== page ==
good to take spectators to the
'venue'. Applications were made
time and again to have roads
closed off near Sydney but were
always refused by the council. So
they asked Victoria Park
racecourse if they could use their
track and permission was given as
long as a share of the proceeds
was given to charity. This meeting
proved such a success that a
second was held. After each
meeting the sale of motorcycles
increased tremendously. This led
to the construction of a dirt
track at Penrith on land owned by
the railway. It was also a success
and on the back of this US riders
including Paul Anderson,Paul
Remali, etc were invited over. The
invitations were made possible by
the number of sales by local
dealerships. The supply of
motorcycles couldn't keep up with
demand. The concrete track at
Marouba was built and a cinder
track at Royal Agricultutal
Showground and other tracks
followed such as Wentworth Oval,
Pratten Park,Newcastle and
Maitland. regards Doug
Johnnie Hoskins 1924 Maitland
Johnnie gave this 1924 Australian programme to Reg Fearman
many years ago. It pre-dates speedway in the UK by 4 years.
British Speedway fans owe Johnnie a debt for bringing the sport to
our shores for us to enjoy.
Courtesy of Reg Fearman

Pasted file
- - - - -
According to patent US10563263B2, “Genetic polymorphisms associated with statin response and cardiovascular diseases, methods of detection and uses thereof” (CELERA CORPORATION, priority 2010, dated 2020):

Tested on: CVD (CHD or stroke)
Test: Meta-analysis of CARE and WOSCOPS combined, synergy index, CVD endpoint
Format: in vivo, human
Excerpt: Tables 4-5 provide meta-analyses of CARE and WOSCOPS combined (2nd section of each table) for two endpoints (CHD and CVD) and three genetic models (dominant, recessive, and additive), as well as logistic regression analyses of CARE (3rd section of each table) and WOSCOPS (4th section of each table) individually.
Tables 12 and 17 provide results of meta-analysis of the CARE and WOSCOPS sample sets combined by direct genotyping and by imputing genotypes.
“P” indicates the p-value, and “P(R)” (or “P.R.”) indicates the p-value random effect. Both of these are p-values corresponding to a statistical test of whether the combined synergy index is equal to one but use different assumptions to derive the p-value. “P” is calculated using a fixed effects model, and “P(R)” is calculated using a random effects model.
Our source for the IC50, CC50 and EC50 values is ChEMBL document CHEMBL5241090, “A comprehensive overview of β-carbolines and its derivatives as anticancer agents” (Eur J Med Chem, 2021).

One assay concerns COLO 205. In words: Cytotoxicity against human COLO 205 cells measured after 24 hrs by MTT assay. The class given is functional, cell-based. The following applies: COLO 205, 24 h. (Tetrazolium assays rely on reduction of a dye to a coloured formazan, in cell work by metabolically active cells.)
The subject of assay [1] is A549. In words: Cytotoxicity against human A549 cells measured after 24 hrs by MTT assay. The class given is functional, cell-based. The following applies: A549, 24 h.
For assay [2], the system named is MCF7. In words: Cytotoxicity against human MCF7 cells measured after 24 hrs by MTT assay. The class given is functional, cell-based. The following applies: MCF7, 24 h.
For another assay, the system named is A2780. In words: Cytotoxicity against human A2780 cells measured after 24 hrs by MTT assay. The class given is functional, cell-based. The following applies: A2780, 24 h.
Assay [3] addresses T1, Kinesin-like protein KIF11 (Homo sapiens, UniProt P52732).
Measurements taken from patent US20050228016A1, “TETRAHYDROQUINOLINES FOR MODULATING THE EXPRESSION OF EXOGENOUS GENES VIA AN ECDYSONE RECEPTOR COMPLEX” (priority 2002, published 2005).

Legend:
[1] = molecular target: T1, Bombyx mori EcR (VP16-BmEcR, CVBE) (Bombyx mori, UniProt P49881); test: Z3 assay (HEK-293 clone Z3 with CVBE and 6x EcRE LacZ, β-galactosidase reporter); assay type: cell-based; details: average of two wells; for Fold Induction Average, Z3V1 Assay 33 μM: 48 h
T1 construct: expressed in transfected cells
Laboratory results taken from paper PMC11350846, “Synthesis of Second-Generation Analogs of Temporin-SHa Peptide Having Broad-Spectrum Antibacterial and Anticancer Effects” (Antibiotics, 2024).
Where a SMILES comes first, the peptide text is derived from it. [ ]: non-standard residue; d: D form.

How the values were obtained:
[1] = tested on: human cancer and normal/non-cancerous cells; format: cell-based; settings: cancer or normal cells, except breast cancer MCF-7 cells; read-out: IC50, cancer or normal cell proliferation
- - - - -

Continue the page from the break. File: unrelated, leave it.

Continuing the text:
The 1924 programme shows bicycle and motorcycle racing.
The term "Speedway" had not been coined then from the early days of Australian speedway
and when Johnnie arrived in Britain in 1928, the sport was called "Dirt
Engle says: The picture of my
Grandfather (Tuffy Jacobs) with Miny Waln was at Ascot Speedway in 1925
The early Indian and Harley Davidson machines favoured the "drop
handlebars" I will ask Janice where the "Tuffy" nickname came from
Janice says: Hi John, Thank you for getting
back to me. My Grandfather’s Name was (Tuffiek) He took the name Frank to
Americanize his name. My Grandmother shortened Tuffiek by removing the K
at the end and called him Tuffie. He was full blood Lebanese. He
spoke Arabic, English, Spanish and Portuguese. Thank you so much, Janice
John says: I am interested in showing that
dirt track racing may not have started in Australia. It is, in my
opinion, more likely that the sports origins lie in the US of A.
A number of pictures from the USA sent by Cary
an American, who has
been a good friend to this website. Cary's pics
etc follow below: -
Dirt track motorcycle racing on oval-shaped tracks began in the U.S. as
early as 1901,(says Cary Cotterman), initially on 1/2-mile and 1-mile
tracks normally used for horse racing. If Los Angeles wasn't the first
place in the world such racing took place, it can certainly lay claim to
being among the very earliest. The first riders appear to have
negotiated the turns with both feet on the footrests (or pedals) of
their relatively low-powered machines, with their wheels in line, but by
1915 or earlier, photographic evidence attests that riders like Dave
Kinney and Maldwyn Jones had developed the technique of breaking
traction with the rear wheel and broadsiding around the bends. This
development was probably the result of riders' experience and